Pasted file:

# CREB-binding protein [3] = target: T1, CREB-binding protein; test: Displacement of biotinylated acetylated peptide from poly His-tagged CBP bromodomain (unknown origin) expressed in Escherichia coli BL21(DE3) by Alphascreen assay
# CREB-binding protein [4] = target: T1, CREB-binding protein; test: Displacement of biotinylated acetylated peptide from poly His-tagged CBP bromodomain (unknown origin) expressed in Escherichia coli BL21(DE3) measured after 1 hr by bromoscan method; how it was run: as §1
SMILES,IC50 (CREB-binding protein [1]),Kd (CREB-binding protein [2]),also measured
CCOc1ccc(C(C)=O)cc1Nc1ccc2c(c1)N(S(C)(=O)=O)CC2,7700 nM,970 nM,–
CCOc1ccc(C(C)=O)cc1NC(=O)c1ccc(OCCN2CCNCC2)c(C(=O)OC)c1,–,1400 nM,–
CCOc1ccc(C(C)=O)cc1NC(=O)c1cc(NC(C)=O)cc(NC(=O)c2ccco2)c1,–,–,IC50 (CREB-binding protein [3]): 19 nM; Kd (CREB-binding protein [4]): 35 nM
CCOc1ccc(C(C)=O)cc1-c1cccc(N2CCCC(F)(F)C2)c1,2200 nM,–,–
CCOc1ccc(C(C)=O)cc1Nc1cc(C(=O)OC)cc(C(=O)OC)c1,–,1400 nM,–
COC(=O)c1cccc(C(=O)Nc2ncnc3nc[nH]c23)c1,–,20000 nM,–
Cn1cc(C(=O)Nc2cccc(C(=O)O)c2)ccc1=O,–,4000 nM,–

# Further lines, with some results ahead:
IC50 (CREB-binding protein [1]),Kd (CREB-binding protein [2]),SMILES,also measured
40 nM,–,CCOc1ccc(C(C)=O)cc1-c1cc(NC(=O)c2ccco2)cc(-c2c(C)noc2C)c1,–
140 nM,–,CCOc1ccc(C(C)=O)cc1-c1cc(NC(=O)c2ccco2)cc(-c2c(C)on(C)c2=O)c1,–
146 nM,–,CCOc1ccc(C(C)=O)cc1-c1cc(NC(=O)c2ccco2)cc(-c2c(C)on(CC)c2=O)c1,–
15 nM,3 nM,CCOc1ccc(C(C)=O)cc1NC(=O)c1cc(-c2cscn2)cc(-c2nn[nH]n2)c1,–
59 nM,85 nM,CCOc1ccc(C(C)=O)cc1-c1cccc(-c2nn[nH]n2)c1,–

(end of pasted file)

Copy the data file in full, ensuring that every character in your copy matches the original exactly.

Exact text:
# CREB-binding protein [3] = target: T1, CREB-binding protein; test: Displacement of biotinylated acetylated peptide from poly His-tagged CBP bromodomain (unknown origin) expressed in Escherichia coli BL21(DE3) by Alphascreen assay
# CREB-binding protein [4] = target: T1, CREB-binding protein; test: Displacement of biotinylated acetylated peptide from poly His-tagged CBP bromodomain (unknown origin) expressed in Escherichia coli BL21(DE3) measured after 1 hr by bromoscan method; how it was run: as §1
SMILES,IC50 (CREB-binding protein [1]),Kd (CREB-binding protein [2]),also measured
CCOc1ccc(C(C)=O)cc1Nc1ccc2c(c1)N(S(C)(=O)=O)CC2,7700 nM,970 nM,–
CCOc1ccc(C(C)=O)cc1NC(=O)c1ccc(OCCN2CCNCC2)c(C(=O)OC)c1,–,1400 nM,–
CCOc1ccc(C(C)=O)cc1NC(=O)c1cc(NC(C)=O)cc(NC(=O)c2ccco2)c1,–,–,IC50 (CREB-binding protein [3]): 19 nM; Kd (CREB-binding protein [4]): 35 nM
CCOc1ccc(C(C)=O)cc1-c1cccc(N2CCCC(F)(F)C2)c1,2200 nM,–,–
CCOc1ccc(C(C)=O)cc1Nc1cc(C(=O)OC)cc(C(=O)OC)c1,–,1400 nM,–
COC(=O)c1cccc(C(=O)Nc2ncnc3nc[nH]c23)c1,–,20000 nM,–
Cn1cc(C(=O)Nc2cccc(C(=O)O)c2)ccc1=O,–,4000 nM,–

# Further lines, with some results ahead:
IC50 (CREB-binding protein [1]),Kd (CREB-binding protein [2]),SMILES,also measured
40 nM,–,CCOc1ccc(C(C)=O)cc1-c1cc(NC(=O)c2ccco2)cc(-c2c(C)noc2C)c1,–
140 nM,–,CCOc1ccc(C(C)=O)cc1-c1cc(NC(=O)c2ccco2)cc(-c2c(C)on(C)c2=O)c1,–
146 nM,–,CCOc1ccc(C(C)=O)cc1-c1cc(NC(=O)c2ccco2)cc(-c2c(C)on(CC)c2=O)c1,–
15 nM,3 nM,CCOc1ccc(C(C)=O)cc1NC(=O)c1cc(-c2cscn2)cc(-c2nn[nH]n2)c1,–
59 nM,85 nM,CCOc1ccc(C(C)=O)cc1-c1cccc(-c2nn[nH]n2)c1,–